Chapter 30.3, 4

iii. Church censures are necessary, for the reclaiming and gaining of offending brethren, for deterring of others from the like offences, for purging out of that leaven which might infect the whole lump, for vindicating the honour of Christ, and the holy profession of the Gospel, and for preventing the wrath of God, which might justly fall upon the Church, if they should suffer His covenant, and the seals thereof, to be profaned by notorious and obstinate offenders.

iv. For the better attaining of these ends, the officers of the Church are to proceed by admonition; suspension from the sacrament of the Lord's Supper for a season; and by excommunication from the Church; according to the nature of the crime, and demerit of the person. 

What are Church Censures for?

Christ has a government in his church and it is called to discipline. But what are these censures for? Paragraph three summarizes five reasons why church discipline is necessary. 

First, it is necessary 'for reclaiming and gaining' the offender. Discipline is intended to help the sinner, to draw him back to the Lord. Jude urged Christians to save people 'by snatching them out of the fire' (Jude 23). The Apostle Paul told Timothy that Hymenaeus and Alexander were 'handed over to Satan'. Why? So 'that they may learn not to blaspheme' (1 Tim. 1:20). The apostle urged the Corinthians to correct a man. Why? 'So that his spirit may be saved in the day of the Lord' (1 Cor. 5:5). He warned them about their sinful conduct at what they called the Lord's supper. Why? Because he did not want them to 'eat and drink judgement' on themselves (1 Cor. 11:29). He later reminded them that 'when we are judged by the Lord, we are disciplined'. Why? 'So that we may not be condemned along with the world' (1 Cor. 11:32).

Second, the chastisements of the church are necessary as a deterrent. Discipline is alarming. It clarifies the minds of disciples and often discourages us from following the pattern of an offender. Paul told Timothy that when it came to people 'who persist in sin, rebuke them in the presence of all, so that the rest may stand in fear' (1 Tim. 5:20). Censures help us to remember who and what we are to follow, and who and what we are not. God has a preventative purpose to discipline.

Third, God-ordained ecclesiastical punishments, such as those mentioned in paragraph four, are necessary tools for keeping the germ of sin already present in the church from infecting the whole body. When Paul chided the Corinthians, who were reluctant to correct a member in their midst, this third argument was one that he made with great force: 'Do you not know that a little leaven leavens the whole lump? Cleanse out the old leaven that you may be a new lump, as you really are unleavened' (1 Cor. 5:6-7). Discipline purifies the church.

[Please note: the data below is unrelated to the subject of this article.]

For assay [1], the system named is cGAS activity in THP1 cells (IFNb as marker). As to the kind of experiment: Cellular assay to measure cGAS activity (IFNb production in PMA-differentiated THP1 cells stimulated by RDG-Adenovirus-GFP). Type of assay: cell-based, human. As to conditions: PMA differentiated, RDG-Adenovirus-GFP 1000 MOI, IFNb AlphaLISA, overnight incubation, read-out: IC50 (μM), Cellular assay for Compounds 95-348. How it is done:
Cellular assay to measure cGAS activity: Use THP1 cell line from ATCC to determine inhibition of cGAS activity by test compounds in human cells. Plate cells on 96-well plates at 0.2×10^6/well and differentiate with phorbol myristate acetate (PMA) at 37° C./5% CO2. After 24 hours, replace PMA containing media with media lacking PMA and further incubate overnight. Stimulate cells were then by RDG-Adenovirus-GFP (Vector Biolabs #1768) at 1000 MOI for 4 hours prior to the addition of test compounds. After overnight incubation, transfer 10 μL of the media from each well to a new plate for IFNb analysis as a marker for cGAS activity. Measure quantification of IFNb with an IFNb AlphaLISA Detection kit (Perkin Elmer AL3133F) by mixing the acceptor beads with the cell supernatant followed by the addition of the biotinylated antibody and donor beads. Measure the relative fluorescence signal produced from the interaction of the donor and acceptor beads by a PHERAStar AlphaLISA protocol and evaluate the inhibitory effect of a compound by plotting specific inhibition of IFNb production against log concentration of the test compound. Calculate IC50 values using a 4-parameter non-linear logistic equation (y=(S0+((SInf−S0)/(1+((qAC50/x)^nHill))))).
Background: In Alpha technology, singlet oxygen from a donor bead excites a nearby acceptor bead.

Fourth, Church censures are necessary 'for vindicating the honour of Christ, and the holy profession of the Gospel'. What Christ offers to us is holy; it is a pearl of great price. We are to keep what is holy from those who act like dogs and pigs in the church (Matt. 7:6). Furthermore, God's people are called to be godly. Jude says we are to hate 'even the garment stained by the flesh' (Jude 23). We discipline for Christ's sake.

Finally, discipline is also sometimes necessary 'for preventing the wrath of God, which might justly fall upon the Church, if they should suffer His covenant, and the seals thereof, to be profaned by notorious and obstinate offenders'. Paul's admonitions about the Lord's supper, his mysterious comment in 1 Corinthians 11 about some offenders being weak, ill and dead - these are warnings about God's displeasure over disrespect to the seals of the covenant (the sacraments) or to the covenant itself (the gospel). God is displeased with churches that tolerate sin - for example, allowing unrepentant sinners to partake of the supper or baptize their children. To avoid God's displeasure, we must deal with sin faithfully, and that sometimes entails discipline. If only we judged more faithfully in the church, and more truly, the apostle tells us that we would not have to be judged by the Lord (1 Cor. 11:27-34). 

Degrees of Discipline

It remains to be said that to attain any of these five ends, there are different kinds and degrees of censure to be carried out by the church's officers (rather than the church's congregation). The method of discipline pursued, and the lengths to which it is pursued, should always take into consideration the nature of the wrong itself, the faults of the person, their response to correction and, we might well add, God's great grace to us.

Sometimes all that is needed is admonition. This is the kind of rebuke that Paul urged the Thessalonians to accept from their leaders (1 Thess. 5:12). 

Sometimes what is needed is suspension from the sacrament of the supper, at least for a time. This may be what Paul meant when he talked about keeping away from brothers and sisters who were not obedient in life and doctrine, bringing them to shame in order to warn them - but still treating them like brethren (2 Thess. 3:6, 14-15). 

Sometimes someone needs to be cut off from communion with the saints altogether: excommunication from the Church. This is the severe treatment that Paul advocated for a member of the Corinthian church, what Jesus commanded for those who refuse to listen to the church, and what Titus was called to do with divisive people who ignored multiple warnings (1 Cor. 5:4-5, 13; Matt. 18:17; Tit. 3:10). Yet even here, it is our hope that the sinner can be restored (1 Cor. 5:5). And as the church can testify, with joy, they sometimes are. 

Dr. Chad B. Van Dixhoorn is Professor of Church History at Reformed Theological Seminary in Washington, D.C. and associate pastor of Grace Orthodox Presbyterian Church in Vienna, Virginia. This article is taken from his forthcoming commentary on the Confession, published by the Banner of Truth Trust.